WordCamp Boston was back in July and unfortunately we were unable to attend or cover the event. Fortunately though, the videos from most of the sessions are available at WordPress.tv and in this post we’ll embed the most exciting ones from over 40 videos. Permalink
The WordPress theme development market has grown incredibly in the past few years and with so many companies and freelancers around, how do you stand out? In this post we bring you five tips on how to make your theme easier to use, avoid frustrating customers, use WordPress to the max and provide better and cleaner code for WordPress developers. Permalink
Howdy. Seems like only yesterday did our WordPress Weekly Roundup air, yet a whole week has rushed by delivering lots of interesting content and ideas revolving around WordPress and its communities. Permalink
It’s been quite a while since our last plugin giveaway, and we’ve finally stumbled upon a nifty little plugin to get attached to your day. There comes a time in our lives when we require or are required to display some attachments in our WordPress posts. Of course hotlinking from the WordPress Media section or Dropbox may help, but what if you want nicely structured borders around a list of attachments? Copy and paste the code from a previous post? Permalink
In my previous post on How WordPress Boots Up we went over half of the bootup process up to the point where WordPress wp-settings.php returns as a SHORTINIT’ed version, with the barebones of WordPress available, which, though an obscure feature, turns out to be quite useful for environments where only the very core WordPress features are required (especially the database abstraction). I encourage you to at least skim through part one, don’t worry we won’t leave without you. Permalink
There are quite a few plugins out there and this post is not about using them, but rather about creating your own. In this tutorial (which will be divided into several parts) we’ll cover the fundamentals of the WordPress Cron (task scheduling) engine, we’ll query the Twitter API every once in a while to gather new tweets, and we’ll publish those tweets as status posts in WordPress. Permalink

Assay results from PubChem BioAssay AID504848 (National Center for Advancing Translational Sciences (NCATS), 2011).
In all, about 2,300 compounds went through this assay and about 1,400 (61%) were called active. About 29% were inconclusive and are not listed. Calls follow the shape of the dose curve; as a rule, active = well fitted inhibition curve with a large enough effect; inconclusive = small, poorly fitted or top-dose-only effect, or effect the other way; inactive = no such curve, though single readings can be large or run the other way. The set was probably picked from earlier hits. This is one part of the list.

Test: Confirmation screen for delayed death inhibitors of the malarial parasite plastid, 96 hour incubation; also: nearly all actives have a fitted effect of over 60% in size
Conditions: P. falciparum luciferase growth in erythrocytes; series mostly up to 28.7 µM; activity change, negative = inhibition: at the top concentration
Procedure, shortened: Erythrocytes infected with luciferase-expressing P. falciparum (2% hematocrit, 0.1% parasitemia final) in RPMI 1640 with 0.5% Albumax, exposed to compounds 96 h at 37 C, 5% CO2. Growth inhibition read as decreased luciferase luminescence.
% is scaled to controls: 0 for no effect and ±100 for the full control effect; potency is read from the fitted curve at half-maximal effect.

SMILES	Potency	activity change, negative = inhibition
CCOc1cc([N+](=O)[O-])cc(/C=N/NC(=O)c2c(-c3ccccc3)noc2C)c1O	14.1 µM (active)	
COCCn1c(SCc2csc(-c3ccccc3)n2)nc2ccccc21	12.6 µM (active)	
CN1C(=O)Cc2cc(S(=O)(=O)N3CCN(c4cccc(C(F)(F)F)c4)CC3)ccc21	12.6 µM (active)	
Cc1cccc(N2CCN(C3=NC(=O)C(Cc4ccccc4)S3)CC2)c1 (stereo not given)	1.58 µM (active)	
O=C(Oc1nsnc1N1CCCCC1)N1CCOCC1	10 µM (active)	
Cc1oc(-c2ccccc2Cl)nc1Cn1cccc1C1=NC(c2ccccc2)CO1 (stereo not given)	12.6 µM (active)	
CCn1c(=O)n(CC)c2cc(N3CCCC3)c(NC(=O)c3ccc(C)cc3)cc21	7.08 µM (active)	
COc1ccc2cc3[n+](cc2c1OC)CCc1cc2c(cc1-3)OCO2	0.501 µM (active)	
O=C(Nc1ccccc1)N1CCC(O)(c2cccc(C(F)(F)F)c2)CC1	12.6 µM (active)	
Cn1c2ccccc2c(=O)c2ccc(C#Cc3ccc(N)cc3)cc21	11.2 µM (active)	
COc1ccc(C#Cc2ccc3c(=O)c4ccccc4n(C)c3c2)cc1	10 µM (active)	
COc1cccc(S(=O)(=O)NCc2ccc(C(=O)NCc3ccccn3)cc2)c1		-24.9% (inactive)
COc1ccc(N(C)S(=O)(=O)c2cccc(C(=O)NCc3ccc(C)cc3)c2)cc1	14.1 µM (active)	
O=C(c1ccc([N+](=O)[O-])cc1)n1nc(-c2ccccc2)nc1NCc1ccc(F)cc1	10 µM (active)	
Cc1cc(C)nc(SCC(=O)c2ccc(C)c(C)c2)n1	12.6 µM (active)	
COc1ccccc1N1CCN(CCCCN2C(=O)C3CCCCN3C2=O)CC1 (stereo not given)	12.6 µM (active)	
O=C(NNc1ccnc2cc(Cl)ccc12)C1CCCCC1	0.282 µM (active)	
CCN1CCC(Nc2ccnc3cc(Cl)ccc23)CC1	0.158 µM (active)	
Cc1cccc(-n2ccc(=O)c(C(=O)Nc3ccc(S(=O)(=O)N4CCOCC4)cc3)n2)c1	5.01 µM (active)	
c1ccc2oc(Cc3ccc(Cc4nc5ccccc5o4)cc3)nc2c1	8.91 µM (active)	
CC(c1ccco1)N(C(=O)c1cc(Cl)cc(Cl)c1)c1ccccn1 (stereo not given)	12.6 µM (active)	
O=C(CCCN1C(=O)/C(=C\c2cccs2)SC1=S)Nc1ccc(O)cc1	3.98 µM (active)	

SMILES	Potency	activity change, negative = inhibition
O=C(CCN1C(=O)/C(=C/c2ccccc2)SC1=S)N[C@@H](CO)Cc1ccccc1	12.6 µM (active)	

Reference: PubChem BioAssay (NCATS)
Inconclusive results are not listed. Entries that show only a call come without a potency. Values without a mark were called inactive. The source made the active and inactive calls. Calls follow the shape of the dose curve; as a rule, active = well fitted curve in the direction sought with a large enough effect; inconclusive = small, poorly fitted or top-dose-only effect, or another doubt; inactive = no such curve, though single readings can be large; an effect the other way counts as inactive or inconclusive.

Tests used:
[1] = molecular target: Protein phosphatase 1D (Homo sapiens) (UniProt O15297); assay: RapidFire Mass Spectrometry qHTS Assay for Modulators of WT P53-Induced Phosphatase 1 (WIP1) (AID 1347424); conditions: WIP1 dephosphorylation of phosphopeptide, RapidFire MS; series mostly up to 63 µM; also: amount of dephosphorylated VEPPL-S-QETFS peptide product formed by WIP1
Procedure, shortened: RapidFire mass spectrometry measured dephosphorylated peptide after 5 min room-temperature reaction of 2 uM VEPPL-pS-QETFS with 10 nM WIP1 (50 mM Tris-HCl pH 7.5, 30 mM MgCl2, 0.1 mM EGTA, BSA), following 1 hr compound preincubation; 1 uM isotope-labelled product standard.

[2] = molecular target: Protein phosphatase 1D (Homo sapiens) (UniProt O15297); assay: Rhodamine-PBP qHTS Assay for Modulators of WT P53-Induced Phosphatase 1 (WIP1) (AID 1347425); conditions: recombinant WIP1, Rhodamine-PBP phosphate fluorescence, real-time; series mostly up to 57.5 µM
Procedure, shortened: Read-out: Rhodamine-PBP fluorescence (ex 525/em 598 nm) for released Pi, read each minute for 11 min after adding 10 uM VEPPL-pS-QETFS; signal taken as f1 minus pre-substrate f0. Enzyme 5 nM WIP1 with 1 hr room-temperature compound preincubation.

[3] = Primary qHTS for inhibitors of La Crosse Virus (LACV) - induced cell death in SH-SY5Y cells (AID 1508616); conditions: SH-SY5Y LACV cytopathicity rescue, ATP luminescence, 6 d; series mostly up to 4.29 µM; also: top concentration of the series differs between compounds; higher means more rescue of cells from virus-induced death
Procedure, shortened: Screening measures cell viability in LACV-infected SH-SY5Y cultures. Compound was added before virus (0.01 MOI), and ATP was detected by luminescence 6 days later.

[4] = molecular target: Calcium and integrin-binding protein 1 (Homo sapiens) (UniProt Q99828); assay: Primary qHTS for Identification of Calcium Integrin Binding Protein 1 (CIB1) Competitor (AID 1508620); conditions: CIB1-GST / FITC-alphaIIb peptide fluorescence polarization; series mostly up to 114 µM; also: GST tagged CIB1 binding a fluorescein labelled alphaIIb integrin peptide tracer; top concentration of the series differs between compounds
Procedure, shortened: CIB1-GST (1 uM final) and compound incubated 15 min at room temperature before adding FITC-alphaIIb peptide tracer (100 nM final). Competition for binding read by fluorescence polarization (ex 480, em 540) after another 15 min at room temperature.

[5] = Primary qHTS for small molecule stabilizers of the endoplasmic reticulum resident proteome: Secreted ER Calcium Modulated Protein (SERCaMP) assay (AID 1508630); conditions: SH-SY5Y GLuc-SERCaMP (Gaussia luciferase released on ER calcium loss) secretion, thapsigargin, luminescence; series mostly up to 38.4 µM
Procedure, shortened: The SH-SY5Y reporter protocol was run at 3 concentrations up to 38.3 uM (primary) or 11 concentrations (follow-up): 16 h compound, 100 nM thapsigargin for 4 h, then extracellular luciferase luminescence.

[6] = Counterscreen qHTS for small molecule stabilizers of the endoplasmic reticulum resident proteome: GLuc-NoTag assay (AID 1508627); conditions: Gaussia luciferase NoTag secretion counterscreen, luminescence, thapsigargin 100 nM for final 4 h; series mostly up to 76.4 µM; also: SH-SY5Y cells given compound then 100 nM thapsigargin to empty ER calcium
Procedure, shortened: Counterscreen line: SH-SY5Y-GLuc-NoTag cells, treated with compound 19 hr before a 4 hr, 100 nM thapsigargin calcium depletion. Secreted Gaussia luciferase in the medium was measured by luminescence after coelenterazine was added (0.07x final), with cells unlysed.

WordPress 3.3 is planned for November this year and we published the scope a while ago here on Theme.fm. As mentioned in that post, 3.3 will get a series of UI improvements, one of which is Pointers (or Admin Pointers). We learned about pointers in WordPress a few hours ago from one of Daryl Koopersmith’s changesets so we decided to give it a spin ourselves. Permalink
Ending this second week of September we’ve collected some of this week’s happenings in our weekly roundup. Permalink
As WordPress has become more and more popular, the community around it has begun to thrive. Currently, we’re seeing a boom in theme development, plugin development, and general use of the platform that’s never existed before. For the most part, all of this is really good stuff, right? Of course!
But there’s one glaring disadvantage to having an ecosystem like WordPress: Upgrades.
At some point, we’ve all experienced an upgrade failure either with a plugin, a theme, or with WordPress core. In some cases, it’s minor – such as with plugins. Simply uninstall, reinstall, and you’re good to go; however, having a core WordPress upgrade failure can bring your site to its knees.
Although problems will continue to happen from time to time, there are significant measures that we can take to minimize potential points of failure. Permalink